"When a corporation discharges massive amounts of water pollution into public areas that are popular spots for families and recreation on an ongoing basis, they need to be held accountable for it. If agencies fail to step in, then Surfrider will continue to step up and fight for our ocean, waves, beaches and planet.”
Director Pat Noye's synopsis: The crew of surfers, who have discovered and created all of the existing surf culture that most young Chicagoans only daydream about, have a story that's been brought to light in Southend: The Place Where I Go Surfing. When Mary Anne Turnipseed was growing up in northern Indiana she somehow got it into her head to marry a surfer, so she moved to California and met Mike Turnipseed, who grew up surfing in San Diego, and convinced him to move to Indiana. They settled in Hammond, IN - a prosperous town at the height of the American Steel Industry, and Mike took a job as a machinist. One day Mike went to the beach and to find nicely groomed waves wrapping into a little bay in Whiting, a neighboring beach town, perfect for his longboard. So he called back to San Diego to have his board sent to Hammond. A decade later, while at work, Terry Richardson, a young Machinist from Lowell, IN, heard Mike talking about surfing and grew very curious. 19 years of dedicated surfing later, Terry, schoolteacher Pete Lambert, cement worker Bryan McDonald, and artist Jack Flynn, have discovered other spots and other surfers, (including Jim Hoop and Bill Lemmons) who have collectively founded the Southend Surf Club.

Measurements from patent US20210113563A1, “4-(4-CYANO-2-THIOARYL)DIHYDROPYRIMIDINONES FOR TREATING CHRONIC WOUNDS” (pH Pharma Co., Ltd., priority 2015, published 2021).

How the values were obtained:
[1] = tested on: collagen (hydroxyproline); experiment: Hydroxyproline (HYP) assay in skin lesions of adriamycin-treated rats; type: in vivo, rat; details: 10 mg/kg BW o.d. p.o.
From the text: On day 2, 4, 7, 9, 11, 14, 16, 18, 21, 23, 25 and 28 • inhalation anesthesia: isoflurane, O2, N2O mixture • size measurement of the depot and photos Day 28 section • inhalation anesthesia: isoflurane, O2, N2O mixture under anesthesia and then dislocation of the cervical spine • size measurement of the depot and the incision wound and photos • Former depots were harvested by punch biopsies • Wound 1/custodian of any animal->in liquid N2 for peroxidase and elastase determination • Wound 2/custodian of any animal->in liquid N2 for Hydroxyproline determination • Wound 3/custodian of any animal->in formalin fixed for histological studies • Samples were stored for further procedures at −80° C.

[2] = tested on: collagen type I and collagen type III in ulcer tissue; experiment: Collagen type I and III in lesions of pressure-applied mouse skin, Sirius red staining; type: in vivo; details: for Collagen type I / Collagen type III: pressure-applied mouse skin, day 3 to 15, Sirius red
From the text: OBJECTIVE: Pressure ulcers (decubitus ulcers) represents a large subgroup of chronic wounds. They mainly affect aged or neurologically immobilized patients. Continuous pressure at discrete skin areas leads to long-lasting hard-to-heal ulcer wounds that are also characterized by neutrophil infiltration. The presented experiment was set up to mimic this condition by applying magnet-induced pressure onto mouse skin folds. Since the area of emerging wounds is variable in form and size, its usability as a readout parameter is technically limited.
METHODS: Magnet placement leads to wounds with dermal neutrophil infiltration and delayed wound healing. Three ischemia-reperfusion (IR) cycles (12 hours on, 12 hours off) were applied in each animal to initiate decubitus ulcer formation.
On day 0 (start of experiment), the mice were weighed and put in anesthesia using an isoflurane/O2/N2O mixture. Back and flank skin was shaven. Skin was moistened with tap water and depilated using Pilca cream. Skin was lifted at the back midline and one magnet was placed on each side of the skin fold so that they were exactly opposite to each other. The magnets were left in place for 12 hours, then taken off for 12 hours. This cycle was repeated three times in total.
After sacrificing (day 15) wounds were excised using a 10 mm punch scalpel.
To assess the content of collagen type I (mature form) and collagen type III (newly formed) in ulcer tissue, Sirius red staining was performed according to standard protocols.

Watch it here: http://vimeo.com/224848916
Surfrider Chicago has been actively involved in looking at water conditions at several surf spots in the NW Indiana industrial corridor, identifying who the corporations are that regularly discharge into the Lake, the levels of those discharges, and the legalities involved as it pertains to regulations handed down by the EPA and the State of Indiana. This film ties in with all of those issues, as surfers are the proverbial canaries in the coal mine by virtue of their year round exposure. "What's in the water?" we ask. This film does not answer that, but certainly chronicles the characters who make the Lake's southend their surfing home, despite whatever perceived risks. Their stoke is real. As for Pat's film, we'll let you know the next time there's a public showing in the area. He's been making the film festival circuit with it lately.